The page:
“Fifteen years I’ve invested in this marriage,” said Joe. “Fifteen years, and then I come to find out she’s had an affair with her old high school squeeze. It’s not bad enough to think you’re happy all those years, but then to get socked with something like that? Not to mention, my mind no longer feels like it’s my own. Everything I think now seems to come with its own dark cloud. Over and over in my head-it’s like a funeral in there. I’d like to be happy, like I was. Or thought I was. And that’s just it. How am I supposed to think things are going to get better, when my head is stuck in this pool of negativity? I feel like I’m losing my mind.”

Joe isn’t the only person who has felt his thoughts were no longer under his control, or that he’s drowning in dark and ugly thoughts.

If you are the spouse finding out about an affair, you probably feel like you’ve received a blow to the gut. It’s ugly, negative news. If you’re like Joe, who was under the impression that everything in his marriage was going well, it feels even worse, because in addition to the betrayal, you’ve found out that you cannot trust your own feelings.

As the “victim”, you may feel like you’re going crazy. In an effort to grasp the how’s and why’s of your spouse’s affair, you are probably trying to comprehend what is often incomprehensible. Sometimes, in your effort to understand, you question if there are any foundations of truth anymore, and every little thing that happens seems related to the affair.

Do you experience these thoughts?

1. “I don’t think this marriage will withstand this strain.”
2. “He’s a scoundrel. I can’t stand to look at him right now, let alone touch him.”
3. “Is the other guy smarter than me? Better looking? What does he have that I don’t? Is it because I gained a few pounds?”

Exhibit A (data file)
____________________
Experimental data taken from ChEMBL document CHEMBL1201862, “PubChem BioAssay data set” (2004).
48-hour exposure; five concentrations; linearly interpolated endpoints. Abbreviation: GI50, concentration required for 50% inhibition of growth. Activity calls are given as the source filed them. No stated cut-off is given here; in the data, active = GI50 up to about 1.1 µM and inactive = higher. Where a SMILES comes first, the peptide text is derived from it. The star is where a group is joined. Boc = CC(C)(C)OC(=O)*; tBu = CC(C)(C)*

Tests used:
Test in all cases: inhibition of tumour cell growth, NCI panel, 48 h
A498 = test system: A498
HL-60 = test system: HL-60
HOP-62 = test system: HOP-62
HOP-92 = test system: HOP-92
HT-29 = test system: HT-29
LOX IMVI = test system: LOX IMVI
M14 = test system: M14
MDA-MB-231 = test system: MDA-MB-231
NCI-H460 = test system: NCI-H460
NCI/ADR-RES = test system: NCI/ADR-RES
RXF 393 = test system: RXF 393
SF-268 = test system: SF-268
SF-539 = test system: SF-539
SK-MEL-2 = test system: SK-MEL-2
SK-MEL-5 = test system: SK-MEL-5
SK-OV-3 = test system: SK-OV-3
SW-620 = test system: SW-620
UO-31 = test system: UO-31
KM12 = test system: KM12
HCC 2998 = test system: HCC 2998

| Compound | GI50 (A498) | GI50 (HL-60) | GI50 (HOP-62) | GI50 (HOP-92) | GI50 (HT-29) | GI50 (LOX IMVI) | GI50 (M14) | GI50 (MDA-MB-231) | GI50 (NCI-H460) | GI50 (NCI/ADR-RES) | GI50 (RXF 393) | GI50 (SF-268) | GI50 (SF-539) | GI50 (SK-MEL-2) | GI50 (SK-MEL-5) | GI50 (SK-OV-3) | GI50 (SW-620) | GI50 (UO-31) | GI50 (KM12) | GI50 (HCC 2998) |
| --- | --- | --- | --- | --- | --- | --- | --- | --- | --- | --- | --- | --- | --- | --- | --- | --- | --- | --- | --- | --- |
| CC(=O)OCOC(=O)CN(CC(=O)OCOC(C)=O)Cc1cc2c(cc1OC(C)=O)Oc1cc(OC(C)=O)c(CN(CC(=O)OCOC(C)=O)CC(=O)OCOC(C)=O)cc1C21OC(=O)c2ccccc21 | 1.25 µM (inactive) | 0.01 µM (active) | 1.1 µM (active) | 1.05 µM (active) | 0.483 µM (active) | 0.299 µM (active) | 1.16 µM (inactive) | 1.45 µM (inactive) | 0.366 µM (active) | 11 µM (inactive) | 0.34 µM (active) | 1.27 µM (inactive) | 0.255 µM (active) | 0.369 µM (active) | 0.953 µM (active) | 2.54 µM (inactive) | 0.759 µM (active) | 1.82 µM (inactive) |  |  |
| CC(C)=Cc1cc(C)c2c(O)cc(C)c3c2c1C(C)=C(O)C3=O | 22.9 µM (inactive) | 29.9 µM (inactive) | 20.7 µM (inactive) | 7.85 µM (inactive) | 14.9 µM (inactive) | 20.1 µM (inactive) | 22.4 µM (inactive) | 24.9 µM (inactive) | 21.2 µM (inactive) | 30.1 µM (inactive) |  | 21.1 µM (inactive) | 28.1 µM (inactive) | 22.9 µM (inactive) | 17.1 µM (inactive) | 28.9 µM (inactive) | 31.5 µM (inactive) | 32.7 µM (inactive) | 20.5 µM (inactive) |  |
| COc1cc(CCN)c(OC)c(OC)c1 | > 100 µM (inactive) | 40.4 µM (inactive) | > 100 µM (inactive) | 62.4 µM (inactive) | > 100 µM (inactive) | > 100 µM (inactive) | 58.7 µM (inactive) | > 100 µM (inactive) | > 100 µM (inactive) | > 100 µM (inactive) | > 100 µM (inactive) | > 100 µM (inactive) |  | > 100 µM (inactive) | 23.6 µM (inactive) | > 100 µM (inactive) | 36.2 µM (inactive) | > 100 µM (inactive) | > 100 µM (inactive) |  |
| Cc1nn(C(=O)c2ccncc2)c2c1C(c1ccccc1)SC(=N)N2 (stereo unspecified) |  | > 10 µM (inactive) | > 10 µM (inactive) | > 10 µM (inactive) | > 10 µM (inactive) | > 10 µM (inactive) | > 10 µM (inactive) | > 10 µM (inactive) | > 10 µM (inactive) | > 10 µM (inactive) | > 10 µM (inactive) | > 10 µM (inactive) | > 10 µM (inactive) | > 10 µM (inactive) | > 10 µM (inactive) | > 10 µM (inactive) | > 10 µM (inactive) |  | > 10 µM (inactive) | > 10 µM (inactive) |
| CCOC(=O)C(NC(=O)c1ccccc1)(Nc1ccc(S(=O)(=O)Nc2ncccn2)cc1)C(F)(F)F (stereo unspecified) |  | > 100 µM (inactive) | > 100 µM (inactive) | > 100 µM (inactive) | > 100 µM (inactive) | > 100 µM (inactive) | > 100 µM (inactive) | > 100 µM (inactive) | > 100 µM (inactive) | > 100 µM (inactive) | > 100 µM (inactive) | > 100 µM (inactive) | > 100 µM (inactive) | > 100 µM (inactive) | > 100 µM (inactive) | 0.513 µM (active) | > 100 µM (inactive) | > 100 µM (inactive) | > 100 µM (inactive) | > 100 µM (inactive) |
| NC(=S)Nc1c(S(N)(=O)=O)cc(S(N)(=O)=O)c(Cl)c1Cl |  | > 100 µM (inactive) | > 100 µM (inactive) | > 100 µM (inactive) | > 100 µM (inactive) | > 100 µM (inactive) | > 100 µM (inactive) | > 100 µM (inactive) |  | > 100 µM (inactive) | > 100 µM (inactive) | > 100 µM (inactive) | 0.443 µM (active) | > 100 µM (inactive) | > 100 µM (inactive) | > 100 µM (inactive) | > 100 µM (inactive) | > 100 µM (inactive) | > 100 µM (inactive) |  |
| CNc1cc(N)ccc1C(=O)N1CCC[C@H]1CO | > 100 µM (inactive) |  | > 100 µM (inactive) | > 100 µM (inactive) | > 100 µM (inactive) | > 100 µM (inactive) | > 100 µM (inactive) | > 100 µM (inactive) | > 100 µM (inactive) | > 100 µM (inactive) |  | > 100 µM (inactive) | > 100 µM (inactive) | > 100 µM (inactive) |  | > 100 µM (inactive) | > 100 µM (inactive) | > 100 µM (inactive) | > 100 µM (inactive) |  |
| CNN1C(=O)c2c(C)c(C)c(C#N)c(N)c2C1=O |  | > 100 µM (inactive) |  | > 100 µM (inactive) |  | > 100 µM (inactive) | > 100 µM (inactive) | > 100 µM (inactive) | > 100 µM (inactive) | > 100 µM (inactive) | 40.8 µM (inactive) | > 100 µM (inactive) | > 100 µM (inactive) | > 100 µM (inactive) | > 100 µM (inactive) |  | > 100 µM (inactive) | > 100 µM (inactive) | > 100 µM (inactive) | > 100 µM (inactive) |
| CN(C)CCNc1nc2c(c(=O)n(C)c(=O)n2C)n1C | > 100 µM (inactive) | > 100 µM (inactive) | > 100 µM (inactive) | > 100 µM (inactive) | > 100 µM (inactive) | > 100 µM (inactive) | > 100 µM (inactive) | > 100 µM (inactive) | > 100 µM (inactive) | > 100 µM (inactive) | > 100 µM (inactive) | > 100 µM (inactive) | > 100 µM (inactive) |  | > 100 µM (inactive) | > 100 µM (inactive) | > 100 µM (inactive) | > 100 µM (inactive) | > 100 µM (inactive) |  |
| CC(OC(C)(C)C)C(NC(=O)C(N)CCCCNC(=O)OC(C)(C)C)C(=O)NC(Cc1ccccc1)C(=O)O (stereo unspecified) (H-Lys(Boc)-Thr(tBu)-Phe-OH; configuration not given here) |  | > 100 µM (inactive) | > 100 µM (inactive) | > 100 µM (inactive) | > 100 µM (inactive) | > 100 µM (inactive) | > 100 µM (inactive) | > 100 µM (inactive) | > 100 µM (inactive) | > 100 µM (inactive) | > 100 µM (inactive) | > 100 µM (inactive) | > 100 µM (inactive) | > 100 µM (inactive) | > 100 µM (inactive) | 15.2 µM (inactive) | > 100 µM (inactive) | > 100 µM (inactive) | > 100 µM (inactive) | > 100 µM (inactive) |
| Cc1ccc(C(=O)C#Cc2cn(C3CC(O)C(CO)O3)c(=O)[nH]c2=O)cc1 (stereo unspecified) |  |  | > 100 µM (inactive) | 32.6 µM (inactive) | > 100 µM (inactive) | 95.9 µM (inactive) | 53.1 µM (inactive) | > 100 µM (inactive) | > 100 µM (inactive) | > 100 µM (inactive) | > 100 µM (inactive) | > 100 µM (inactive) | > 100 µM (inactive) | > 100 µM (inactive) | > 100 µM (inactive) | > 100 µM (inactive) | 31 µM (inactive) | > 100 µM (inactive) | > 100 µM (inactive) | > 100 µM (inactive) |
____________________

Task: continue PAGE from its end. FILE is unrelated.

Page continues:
4. “Did I spend too much time with the kids, and not enough time with my husband?”

Negative thoughts include a mix about the victim, about the cheater, and about the marriage itself. Everything begins to be defined in relation to the infidelity.

Negative Thought Loops

In seeking to understand what has happened, you may become hungry for details-many people in your situation are. Thinking of the betrayal will spark questions, it will create images, and all of these thoughts-centered on this negative situation-can begin to consume your every waking minute and invade your dreams.

You will probably continue to be haunted by negative thoughts until you take the necessary steps to handle what can feel like an overwhelming inner struggle. There is no overnight solution for escaping the negative thought loop, and as you work to climb free of it, you will experience slips along the way. But you will heal-and own your own thoughts again.

Reclaim Your Inner Sanctuary

You don’t want to dwell in turmoil and misery. Your mind is your inner sanctuary, and only you can reclaim it.